Commitment to peaceful change


November 19, 2006|By Tom Dunkel | Tom Dunkel,Sun Reporter

Life has been a remarkable journey for Wangari Maathai, the 66-year-old Kenyan whose melding of environmental activism and democratic populism earned her the Nobel Peace Prize in 2004.

Maathai has vowed to "keep walking as long as my knees hold out." Many Kenyans hope her final destination is the presidency of the country.

She was raised in the Aberdare Mountains north of Nairobi. If not for an older brother pleading her case with their parents, she likely wouldn't have gone to school beyond eighth grade.

As it was, Maathai became part of the "Kennedy Airlift," a 1960s scholarship program that brought young African students to America. She graduated from Mount St. Scholastica College in Kansas, received a master's at the University of Pittsburgh, and later a doctorate back home.

While teaching veterinary anatomy at the University of Nairobi in the mid-1970s, Maathai became involved with the National Council of Women of Kenya. Through that organization she learned about the plight of rural families. Deforestation was causing shortages of firewood and the erosion of entire mountainsides. Farms were turning to "cash crops" like tea and coffee rather than producing food for local consumption.

Maathai conceived a grassroots solution called the Greenbelt Movement. She enlisted an army that grew to 100,000 volunteers, mostly women. They planted 40 million trees and, in the process, helped start a social revolution.

Under the government of then-President Daniel arap Moi, Kenya's de facto dictator, Maathai was harassed, beaten and eventually imprisoned.

But democracy took root. In 2002 Moi stepped aside for a popularly elected president. Maathai won a seat in Parliament, then was appointed assistant minister for the environment.

The Nobel Committee hailed her as a "strong voice speaking for the best forces in Africa to promote peace and good living conditions." Time magazine named "the Professor," as she is widely known, one of the 100 most influential people in the world.

Wangari Maathai has written a memoir entitled Unbowed (Alfred A. Knopf, $24.95). The Sun caught up with her during a book-tour stop in Washington. Who were your role models as a child?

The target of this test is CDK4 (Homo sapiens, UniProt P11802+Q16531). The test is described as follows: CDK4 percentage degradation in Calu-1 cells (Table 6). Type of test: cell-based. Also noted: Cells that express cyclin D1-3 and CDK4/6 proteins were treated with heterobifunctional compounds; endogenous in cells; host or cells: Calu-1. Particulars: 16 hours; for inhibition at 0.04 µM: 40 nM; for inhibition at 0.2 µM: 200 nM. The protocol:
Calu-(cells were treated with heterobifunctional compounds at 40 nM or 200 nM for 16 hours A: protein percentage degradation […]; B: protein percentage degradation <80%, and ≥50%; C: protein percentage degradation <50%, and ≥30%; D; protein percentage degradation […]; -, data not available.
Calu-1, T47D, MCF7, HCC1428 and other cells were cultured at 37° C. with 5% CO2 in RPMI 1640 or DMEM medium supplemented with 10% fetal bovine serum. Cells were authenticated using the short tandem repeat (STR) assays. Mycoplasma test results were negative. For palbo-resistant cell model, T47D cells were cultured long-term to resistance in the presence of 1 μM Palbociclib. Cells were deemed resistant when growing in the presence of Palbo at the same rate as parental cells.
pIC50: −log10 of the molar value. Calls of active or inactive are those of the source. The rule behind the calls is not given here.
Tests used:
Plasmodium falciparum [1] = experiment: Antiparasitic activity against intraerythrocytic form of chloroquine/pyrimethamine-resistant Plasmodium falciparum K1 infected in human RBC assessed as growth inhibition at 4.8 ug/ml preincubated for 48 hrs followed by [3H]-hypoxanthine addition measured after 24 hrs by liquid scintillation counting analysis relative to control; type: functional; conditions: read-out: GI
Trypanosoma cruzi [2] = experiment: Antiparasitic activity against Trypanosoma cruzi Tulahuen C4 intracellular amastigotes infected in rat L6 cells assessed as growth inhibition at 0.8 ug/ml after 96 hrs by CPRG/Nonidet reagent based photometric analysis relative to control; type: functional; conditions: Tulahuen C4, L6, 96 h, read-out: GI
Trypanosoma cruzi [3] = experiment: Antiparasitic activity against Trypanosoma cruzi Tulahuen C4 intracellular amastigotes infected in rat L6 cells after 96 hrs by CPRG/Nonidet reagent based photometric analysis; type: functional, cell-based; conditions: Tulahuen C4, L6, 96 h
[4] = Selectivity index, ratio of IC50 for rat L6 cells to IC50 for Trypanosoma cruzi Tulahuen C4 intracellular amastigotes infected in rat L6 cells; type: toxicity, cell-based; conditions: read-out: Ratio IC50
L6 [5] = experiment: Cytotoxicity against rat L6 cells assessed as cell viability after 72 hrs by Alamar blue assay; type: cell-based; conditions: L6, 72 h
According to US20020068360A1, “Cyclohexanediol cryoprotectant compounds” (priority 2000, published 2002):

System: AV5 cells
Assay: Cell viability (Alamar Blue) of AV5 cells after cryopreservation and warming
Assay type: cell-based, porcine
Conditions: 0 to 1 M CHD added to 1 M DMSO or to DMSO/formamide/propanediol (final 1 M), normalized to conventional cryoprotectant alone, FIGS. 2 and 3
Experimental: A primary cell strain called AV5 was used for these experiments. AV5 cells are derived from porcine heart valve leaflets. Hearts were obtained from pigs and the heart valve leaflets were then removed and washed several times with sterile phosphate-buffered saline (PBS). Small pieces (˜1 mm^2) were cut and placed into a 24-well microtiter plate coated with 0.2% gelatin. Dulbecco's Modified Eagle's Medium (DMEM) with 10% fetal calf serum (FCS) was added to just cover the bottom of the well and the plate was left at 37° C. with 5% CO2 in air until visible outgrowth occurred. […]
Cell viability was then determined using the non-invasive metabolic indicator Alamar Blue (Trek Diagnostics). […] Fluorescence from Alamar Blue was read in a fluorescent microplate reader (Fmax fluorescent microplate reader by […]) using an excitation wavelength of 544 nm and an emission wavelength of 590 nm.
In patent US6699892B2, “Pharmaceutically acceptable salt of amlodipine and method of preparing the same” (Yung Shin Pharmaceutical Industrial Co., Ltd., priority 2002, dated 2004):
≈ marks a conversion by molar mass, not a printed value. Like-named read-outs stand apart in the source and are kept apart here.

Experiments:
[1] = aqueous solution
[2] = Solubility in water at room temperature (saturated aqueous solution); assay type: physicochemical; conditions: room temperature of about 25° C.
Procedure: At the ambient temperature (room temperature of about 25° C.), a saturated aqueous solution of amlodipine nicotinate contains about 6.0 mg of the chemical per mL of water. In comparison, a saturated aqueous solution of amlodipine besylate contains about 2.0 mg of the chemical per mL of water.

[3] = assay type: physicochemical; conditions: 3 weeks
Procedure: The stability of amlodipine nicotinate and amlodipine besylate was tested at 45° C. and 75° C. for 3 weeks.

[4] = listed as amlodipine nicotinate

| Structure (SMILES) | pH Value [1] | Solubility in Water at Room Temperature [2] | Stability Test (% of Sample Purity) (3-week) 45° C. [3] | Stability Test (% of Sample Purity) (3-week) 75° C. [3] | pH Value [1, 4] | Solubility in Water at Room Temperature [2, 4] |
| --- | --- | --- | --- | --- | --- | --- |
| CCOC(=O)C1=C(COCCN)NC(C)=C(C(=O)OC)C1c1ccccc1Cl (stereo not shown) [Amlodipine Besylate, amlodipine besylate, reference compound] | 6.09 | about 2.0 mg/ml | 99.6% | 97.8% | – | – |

I was greatly influenced by the people who were in power when I was growing up. People like [Jomo] Kenyatta in Kenya [the country's first president]. People like [President John F.] Kennedy. I admired very much people like Martin Luther King and Gandhi who committed themselves to change civil society nonviolently. You had a formative experience as a young girl. What happened to the forest outside your village?

I would have been 6 or 7. The British were in charge of the country and they decided they wanted to establish commercial plantations of pine and eucalyptus trees. To do that they have to clear-cut the indigenous forest. When they clear-cut, they put the forest on fire.

I'd see these bonfires, especially at night. Later on I'd go with my mother and aunt into the forest to collect firewood. I'd see the charred remains of the trees and these ashes on the ground.

All this, of course, is presented to me as "development." I do not at that stage realize the damage we are doing to the environment. When do you become aware of the effects of deforestation?

It will be almost 20 years later. I'm a lecturer at the University of Nairobi and I'm required to do some research. We are trying to improve the livestock industry by importing hybrid cattle from Europe. But this project is threatened by a disease called East Coast fever, which is transmitted by ticks that infect cattle.

I go into the countryside to see the extent of infection. In the course of doing that, when it rains I notice that there is massive erosion and the rivers are brown with silt.

I recall how clean the rivers were when I was a child. I begin to think that what's happening to the land is much more dangerous than the disease I'm worried about. You got the idea to recruit women from the countryside to plant trees. Were you aware how controversial that might be?

In the beginning I didn't have much vision. I didn't know it was something I would commit my life to and become a movement. Why did the Moi government come to regard you as such a threat?

I was exposing a system that had become so exploitive of its own people and its own resources: violating human rights, being very oppressive. I knew whatever we tried to do, it wouldn't go anywhere unless we changed the political system. Were there times you genuinely feared for your life?

Yes, there were times I was very afraid. There are times you feel surrounded and "Now they have me. Maybe I will not get out of here alive." Then-Vice President Al Gore and other world leaders contacted the Kenyan government on your behalf. Did that pressure help?

Oh, yes. They probably would have killed me.

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